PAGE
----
3. The microdata from CPS you provided does not in any way show us how current graduates are faring. Over and over and over, you try to use established lawyers as an indicator of the health of the legal market for CURRENT GRADS. Established lawyers make more money than the average American? Cool story bro. And I'm not all that surprised that the overall legal unemployment number is low. Established lawyers have pretty damn good job security. It is the recent grads who have been getting screwed out of jobs. For Christ's sake, get on the same wavelength as everyone else. Let's talk about the current hiring market for current graduates, please. And for that, the NALP data I posted is about as good as it gets.

Also, stop with this cyclical bullshit. Yes, legal hiring is cyclical. We get it. All hiring is cyclical No one said otherwise. But 1) even when it is BOOMING (as it was just a few years ago), there are thousands of people who couldn't get legal jobs, mostly from lower ranked law schools and 2) almost every single person in the legal hiring community will tell you that things may never recover fully. I'm going to listen to the law school hiring experts, not you, sorry chief. The law school model, even before the downturn, was and continues to be simply unsustainable. There are not enough jobs to go around, and charging people 200k+ for a shot at a sub-50k salary is outrageous. The fact that legal hiring is cyclical is no reason to go into law school if the recovery won't likely benefit you anyways.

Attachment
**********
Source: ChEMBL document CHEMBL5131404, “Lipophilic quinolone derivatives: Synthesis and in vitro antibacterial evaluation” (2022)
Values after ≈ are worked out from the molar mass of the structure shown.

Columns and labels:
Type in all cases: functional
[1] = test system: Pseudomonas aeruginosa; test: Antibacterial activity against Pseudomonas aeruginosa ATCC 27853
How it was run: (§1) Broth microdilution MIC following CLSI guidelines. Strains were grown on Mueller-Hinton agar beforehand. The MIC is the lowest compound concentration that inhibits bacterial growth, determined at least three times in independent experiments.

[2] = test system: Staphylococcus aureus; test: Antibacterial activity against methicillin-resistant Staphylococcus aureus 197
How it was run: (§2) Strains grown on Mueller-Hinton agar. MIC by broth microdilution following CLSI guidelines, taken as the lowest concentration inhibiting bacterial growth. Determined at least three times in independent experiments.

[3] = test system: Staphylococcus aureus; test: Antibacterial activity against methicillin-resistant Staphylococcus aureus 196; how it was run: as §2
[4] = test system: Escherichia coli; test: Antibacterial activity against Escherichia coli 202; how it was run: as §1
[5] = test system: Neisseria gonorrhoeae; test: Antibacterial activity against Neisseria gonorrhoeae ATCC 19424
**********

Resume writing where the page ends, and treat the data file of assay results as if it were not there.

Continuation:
1. I never said it was WLS data. The WLS is a news outlet.

2. You have no understanding of cyclical unemployment (For an idea please read: http://www.investopedia.com/terms/c/cyc ... oyment.asp)

Legal hiring is not cyclical! When the economy is at potential (everything’s good) only frictional and structural unemployment exists. This was the state of the economy 5 years ago (the real estate bubble had no statistically significant impact on the legal market.) You have no idea what I’m talking about or what you’re trying to respond to.

3) Established lawyers during normal economic times have a nice lifestyle with low unemployment. How do you think these people got jobs in the first place. Why, before the recession, did we not here about all this TTT “THE SKY IS FALLING” nonsense? Please post links of pre-2007 stories and data to confirm this.

4) Whether the law school model has forever changed is debatable. This is a structural issue (NOT CYLICAL.) As I have explained several times this is due to the supply side of the market. Please go back to my prior posts or I can copy and paste them if you want. Overall, the changing structure of the legal world is massively blown out of proportion. Firm structure and pay may change but employment will not.

Romo, it is absolutely amazing how ignorant you are about something you talk about constantly!